5 Easy Exercises to Do When All You Feel Like Doing is Laying Down (While You’re Lying Down)
Exercise can be a great way to help manage your mood and make the prospect of getting out of the bed feel a little less impossible. Even a small amount of movement done regularly enough for long enough can make an improvement in symptoms of depression, anxiety, and the general blahs and make the world outside of your bed seem a little less awful.
The problem is that most forms of exercise require you to get out of bed to do them.
When I started working on my forthcoming book Work It Out: A Mood-Boosting Exercise Guide for People Who Just Want to Lie Down, I knew that I wanted to include suggestions for moves and workouts that bypassed that step. As a former personal trainer, I had the knowledge to take moves performed in more traditional settings and tweak them for use in beds and on floors. And as a depressed person, I’d spent plenty of time testing out my ideas for myself while I was flailing around in the pits of despair. This was my chance to share what I’d learned with other people who might be struggling. (And maybe it gave my self-loathing, catastrophizing brain a little boost to know that all of those hours I spent grumbling my way through my little depressercize routines had mattered after all.)
Here are five of my favorite exercises you can do while lying down that made the cut.
1. Barrel Rolls
I love this one because it can be both an effective core exercise and a tantrum. If you do enough of them back and forth, you can also get a nice little cardio workout out of your exasperating flailing at the state of the world/yourself.
How to do it: Lie on your back in the middle of your bed—or on the floor with a couple feet of clearance on each side—with your legs straight and your arms reaching overhead. Roll to one side and then to the other. Repeat whatever amount of times you want. If you don’t want to get out of bed, I’m not going to make you worry about numbers or hard minimums.
2. Shoulder Bridges
The good old shoulder bridge has a lot of practical things going for it. It’s a tried and true way to work your glutes and hamstrings when you have no equipment and very little motivation. It can also be a gentle stretch for the front of your hips, which can feel really nice if you’ve spent too much time sitting in a chair, hunched over in anxiety, or curled up in the fetal position. And if that’s not enough, you can always try telling yourself that no matter what else is going on in your life, at least you are making your butt more powerful. That usually works for me.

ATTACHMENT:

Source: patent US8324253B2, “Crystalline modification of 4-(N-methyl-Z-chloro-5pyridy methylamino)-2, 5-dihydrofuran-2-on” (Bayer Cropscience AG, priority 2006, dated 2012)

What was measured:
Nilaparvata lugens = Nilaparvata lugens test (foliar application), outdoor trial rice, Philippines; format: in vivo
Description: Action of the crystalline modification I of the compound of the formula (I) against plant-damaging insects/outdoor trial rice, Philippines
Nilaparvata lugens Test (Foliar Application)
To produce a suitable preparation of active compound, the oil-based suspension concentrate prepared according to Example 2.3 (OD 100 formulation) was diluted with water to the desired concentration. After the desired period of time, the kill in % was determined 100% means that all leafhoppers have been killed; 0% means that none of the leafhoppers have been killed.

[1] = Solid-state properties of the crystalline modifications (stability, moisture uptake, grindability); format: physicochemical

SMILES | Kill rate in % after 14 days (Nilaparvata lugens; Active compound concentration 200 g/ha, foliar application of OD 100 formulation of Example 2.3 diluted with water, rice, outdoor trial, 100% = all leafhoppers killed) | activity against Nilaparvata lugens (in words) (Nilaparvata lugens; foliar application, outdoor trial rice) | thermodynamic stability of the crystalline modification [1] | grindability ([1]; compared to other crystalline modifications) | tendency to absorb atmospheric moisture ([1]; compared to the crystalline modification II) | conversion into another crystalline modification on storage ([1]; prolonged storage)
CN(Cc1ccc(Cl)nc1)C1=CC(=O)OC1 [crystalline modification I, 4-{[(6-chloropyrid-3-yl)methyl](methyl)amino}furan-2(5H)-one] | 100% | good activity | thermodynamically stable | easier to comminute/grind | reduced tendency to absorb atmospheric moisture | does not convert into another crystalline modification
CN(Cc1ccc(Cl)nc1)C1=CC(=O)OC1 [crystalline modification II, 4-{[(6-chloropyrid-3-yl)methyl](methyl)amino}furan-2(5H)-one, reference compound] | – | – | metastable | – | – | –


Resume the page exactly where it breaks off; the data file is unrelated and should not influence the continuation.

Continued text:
How to do it: Lie on your back with your knees bent, feet flat, and arms at your sides. Engage your butt and lift your hips off the bed. Then slowly lower yourself back to the starting position. Repeat whatever amount of times you want.
3. Weighted Blanket Bench Press
Here’s a move that can make you feel accomplished because you did it and resourceful because you’ve MacGyvered random household items into gym equipment.
How to do it: Grab your weighted blanket—or anything with a bit of weight to it that’s within reach of your bed or floor space—and fashion it into a shape you can evenly distribute between both hands. Or grab two items of similar weight and hold one in each hand. Lying on your back and facing the ceiling, push up the makeshift weight(s) from your chest until your arms are straight, then slowly lower. Repeat whatever amount of times you want.
4. Dead Bugs
This is one of my favorite core exercises because it works really well and it looks like depression feels like. Even the name is appropriate.
How to do it: Lying on your back, gently contract your abs to draw your belly button toward your spine until your lower back comes into contact with the mattress or floor. Bend your knees and lift your legs until your knees are directly above your hips and your shins are parallel to the bed. Reach your arms up straight, pointing your fingertips to the ceiling. Keeping your lower back in contact with the mattress, reach your right arm over your head and straighten your left leg out at a 45-degree angle. Return to the starting position and switch sides. Repeat whatever amount of times you want, as long as you do an even number on both sides.
5. Pillow Punches
Many, many years ago, I was a fighter and trainer in a professional pillow fighting league. One of the things that has stuck with me from that period, aside from the random misadventures, is how challenging swinging or punching a pillow for any amount of time is. And how good you can feel after you’ve done it. So here’s an exercise that can give you cardio and catharsis if you’re feeling up to rolling over.
How to do it: Straddle a pillow like you’re in the mount position from Brazilian Jiu-Jitsu or mixed martial arts. (Or another frame of reference if you’d prefer. You do you.) Start hitting the pillow. Continue for as long as you want to. Or can.
For ideas on how to put those moves together—or what you can do next if you feel like getting out of bed when you’re done them—check out Work It Out: A Mood-Boosting Exercise Guide for People Who Just Want to Lie Down, on sale April 18, 2023.